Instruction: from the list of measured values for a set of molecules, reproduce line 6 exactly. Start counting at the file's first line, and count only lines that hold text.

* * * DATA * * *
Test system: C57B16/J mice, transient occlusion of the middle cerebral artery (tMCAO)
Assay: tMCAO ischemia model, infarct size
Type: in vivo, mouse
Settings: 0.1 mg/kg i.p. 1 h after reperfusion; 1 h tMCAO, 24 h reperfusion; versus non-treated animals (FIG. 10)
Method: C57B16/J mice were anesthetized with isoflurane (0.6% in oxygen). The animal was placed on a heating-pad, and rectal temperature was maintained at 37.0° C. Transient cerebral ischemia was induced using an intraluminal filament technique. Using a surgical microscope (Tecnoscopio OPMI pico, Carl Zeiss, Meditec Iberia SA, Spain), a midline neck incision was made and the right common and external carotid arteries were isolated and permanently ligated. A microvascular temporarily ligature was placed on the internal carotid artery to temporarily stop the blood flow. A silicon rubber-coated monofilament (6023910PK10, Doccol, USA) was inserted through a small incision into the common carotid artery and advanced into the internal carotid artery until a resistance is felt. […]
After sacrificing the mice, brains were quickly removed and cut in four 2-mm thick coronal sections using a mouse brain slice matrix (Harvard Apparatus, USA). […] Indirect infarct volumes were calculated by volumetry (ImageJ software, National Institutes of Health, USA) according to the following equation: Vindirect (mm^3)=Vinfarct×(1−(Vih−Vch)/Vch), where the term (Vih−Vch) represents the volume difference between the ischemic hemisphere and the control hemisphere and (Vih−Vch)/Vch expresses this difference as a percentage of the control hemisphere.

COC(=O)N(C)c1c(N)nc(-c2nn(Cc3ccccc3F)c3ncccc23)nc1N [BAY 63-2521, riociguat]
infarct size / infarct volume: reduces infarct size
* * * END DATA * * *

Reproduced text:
After sacrificing the mice, brains were quickly removed and cut in four 2-mm thick coronal sections using a mouse brain slice matrix (Harvard Apparatus, USA). […] Indirect infarct volumes were calculated by volumetry (ImageJ software, National Institutes of Health, USA) according to the following equation: Vindirect (mm^3)=Vinfarct×(1−(Vih−Vch)/Vch), where the term (Vih−Vch) represents the volume difference between the ischemic hemisphere and the control hemisphere and (Vih−Vch)/Vch expresses this difference as a percentage of the control hemisphere.